High Museum announces Driskell Prize winner: Ebony G. Patterson

Multimedia artist with roots in Jamaica and Chicago wins $50k prize.
Ebony G. Patterson, a multi-media artist based in Kingston, Jamaica and Chicago, has been awarded the Driskell Prize, the High Museum announced Monday. Photo: courtesy High Museum of Art

Credit: High Museum

Credit: High Museum

Ebony G. Patterson, a multi-media artist based in Kingston, Jamaica and Chicago, has been awarded the Driskell Prize, the High Museum announced Monday. Photo: courtesy High Museum of Art

Multi-media artist Ebony G. Patterson is the winner of the David C. Driskell Prize, the High Museum of Art announced Monday.

The $50,000 prize goes to early or mid-career artists and scholars who have made a significant contribution to African American art or art history.

Patterson creates installations and large, colorful tapestries out of fabric, glitter, sequins, toys, beads, faux flowers, jewelry, and other items. The colorful, celebratory surface of her work can, on closer inspection, reveal a darker message.

Her art has been featured in dozens of solo and group exhibitions during the past 10 years, including last year’s show at the High, “What Is Left Unspoken, Love,” a 30-year survey of contemporary artists’ views of love. She was represented in that show by a piece the High acquired in 2018, “. . . they stood in a time of unknowing . . . for those who bear/bare witness.”

Contacted at her home in Chicago, Patterson said her first response when she was told she had won was “Me?”

She said she felt privileged to join the other Driskell artists and scholars, “some of whom informed the way I thought about things as a younger artist,” including 2009 winner, scholar Krista A. Thompson.

“To be in the ranks of these people that I have such admiration for, I am deeply honored and very humbled,” she said.

The High Museum acquired this piece by Ebony G. Patterson in 2018. It is called "), …they stood in a time of unknowing...for those who bear/bare witness," and it is described as a "hand-cut jacquard woven photo tapestry with glitter, appliqués, pins, embellishments, fabric, tassels, brooches, acrylic, glass pearls, beads, and hand-cast heliconias." Photo: courtesy High Museum of Art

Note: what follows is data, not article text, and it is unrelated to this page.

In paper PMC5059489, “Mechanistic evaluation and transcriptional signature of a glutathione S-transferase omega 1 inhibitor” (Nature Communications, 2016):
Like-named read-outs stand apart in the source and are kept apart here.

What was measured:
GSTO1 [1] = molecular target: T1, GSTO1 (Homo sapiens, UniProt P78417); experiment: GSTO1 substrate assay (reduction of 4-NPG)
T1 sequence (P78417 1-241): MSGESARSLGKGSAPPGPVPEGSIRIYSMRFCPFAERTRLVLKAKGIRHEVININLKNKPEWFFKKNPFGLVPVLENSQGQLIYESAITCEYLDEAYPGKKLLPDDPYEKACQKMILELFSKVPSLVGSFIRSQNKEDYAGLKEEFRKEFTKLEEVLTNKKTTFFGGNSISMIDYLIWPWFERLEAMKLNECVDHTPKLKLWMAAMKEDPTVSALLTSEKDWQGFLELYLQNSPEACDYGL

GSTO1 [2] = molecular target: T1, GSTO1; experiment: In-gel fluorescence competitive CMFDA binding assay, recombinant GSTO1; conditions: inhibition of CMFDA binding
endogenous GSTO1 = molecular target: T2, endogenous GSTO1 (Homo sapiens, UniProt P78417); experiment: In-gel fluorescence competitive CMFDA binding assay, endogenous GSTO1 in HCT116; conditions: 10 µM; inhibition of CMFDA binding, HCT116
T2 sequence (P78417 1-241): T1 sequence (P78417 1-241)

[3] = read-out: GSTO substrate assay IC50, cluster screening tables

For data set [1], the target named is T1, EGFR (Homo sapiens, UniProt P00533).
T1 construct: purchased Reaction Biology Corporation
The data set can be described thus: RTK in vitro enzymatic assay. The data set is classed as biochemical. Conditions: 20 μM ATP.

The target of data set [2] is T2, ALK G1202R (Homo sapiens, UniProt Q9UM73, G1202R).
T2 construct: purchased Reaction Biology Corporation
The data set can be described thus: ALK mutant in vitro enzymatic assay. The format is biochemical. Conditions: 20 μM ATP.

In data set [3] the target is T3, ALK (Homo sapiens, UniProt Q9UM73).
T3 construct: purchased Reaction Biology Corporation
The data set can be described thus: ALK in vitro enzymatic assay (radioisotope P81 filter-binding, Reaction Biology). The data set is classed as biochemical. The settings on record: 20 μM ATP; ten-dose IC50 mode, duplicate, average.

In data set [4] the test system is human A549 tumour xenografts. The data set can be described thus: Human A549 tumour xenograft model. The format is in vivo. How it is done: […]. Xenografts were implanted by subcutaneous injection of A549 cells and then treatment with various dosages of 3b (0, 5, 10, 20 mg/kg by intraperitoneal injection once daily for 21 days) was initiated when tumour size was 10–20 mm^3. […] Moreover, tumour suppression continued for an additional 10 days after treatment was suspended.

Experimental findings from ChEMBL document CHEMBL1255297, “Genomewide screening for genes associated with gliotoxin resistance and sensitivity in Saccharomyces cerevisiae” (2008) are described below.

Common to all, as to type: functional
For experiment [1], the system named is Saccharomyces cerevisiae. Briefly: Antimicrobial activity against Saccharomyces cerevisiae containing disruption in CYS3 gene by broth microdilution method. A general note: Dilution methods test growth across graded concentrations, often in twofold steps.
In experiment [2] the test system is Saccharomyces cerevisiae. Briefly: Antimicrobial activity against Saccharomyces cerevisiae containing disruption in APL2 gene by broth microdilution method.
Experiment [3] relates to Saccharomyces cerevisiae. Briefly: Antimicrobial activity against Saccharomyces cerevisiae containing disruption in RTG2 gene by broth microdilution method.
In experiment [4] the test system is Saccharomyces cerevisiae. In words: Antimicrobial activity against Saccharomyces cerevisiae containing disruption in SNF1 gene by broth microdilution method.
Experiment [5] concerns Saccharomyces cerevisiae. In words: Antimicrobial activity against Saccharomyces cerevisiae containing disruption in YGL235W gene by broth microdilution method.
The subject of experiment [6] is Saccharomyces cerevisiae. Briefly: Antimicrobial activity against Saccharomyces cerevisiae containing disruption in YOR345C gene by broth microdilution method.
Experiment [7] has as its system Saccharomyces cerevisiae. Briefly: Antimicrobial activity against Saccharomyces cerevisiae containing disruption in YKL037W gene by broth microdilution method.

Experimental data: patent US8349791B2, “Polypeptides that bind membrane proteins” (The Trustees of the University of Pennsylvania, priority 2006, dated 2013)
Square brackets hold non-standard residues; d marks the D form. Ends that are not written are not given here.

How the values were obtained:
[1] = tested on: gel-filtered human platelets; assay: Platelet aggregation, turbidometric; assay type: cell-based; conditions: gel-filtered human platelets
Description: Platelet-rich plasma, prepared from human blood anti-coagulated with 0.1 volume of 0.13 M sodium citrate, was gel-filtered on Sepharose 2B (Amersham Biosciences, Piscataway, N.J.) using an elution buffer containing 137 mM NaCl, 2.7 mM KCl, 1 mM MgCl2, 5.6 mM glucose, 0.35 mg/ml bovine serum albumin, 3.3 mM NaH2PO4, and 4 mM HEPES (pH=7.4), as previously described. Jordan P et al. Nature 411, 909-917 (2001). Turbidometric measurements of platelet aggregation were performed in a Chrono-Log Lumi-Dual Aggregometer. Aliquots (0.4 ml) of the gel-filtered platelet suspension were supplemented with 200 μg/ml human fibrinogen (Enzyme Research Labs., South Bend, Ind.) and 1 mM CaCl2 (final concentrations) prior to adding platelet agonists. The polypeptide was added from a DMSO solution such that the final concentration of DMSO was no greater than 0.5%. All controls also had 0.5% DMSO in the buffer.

Credit: High Museum of Art

icon to expand image

Credit: High Museum of Art

Patterson, 41, studied painting in Kingston, Jamaica, and printmaking and drawing at Washington University in St. Louis. She divides her time between Kingston and Chicago.

“Patterson’s striking work commemorates the lives and struggles of marginalized people throughout the world,” said the High’s director Rand Suffolk, in a statement. “In doing so, she asks viewers to consider tough questions regarding social and racial inequality globally,”

Named for the influential African American artist, scholar and Eatonton native David C. Driskell, the prize goes to “honor and celebrate contributions to the field of African American art and art history,” according to the High Museum.

The prize was established by the High in 2005. The museum’s relationship with Driskell began in 2000, when it staged two Driskell exhibitions: “To Conserve a Legacy: American Art from Historically Black Colleges and Universities” and “Narratives of African American Art and Identity: The David C. Driskell Collection.”

In 2021 the High organized the survey exhibition, “David Driskell: Icons of Nature and History.”

Past winners of the Driskell Prize have included Adrienne L. Childs (2022), adjunct curator of the Phillips Collection in Washington, D.C., and Amy Sherald (2018), whose work has included a commission to paint former first lady Michelle Obama for the Smithsonian National Portrait Gallery.

The prize is awarded, in alternating years, to scholars and to artists.

About the Author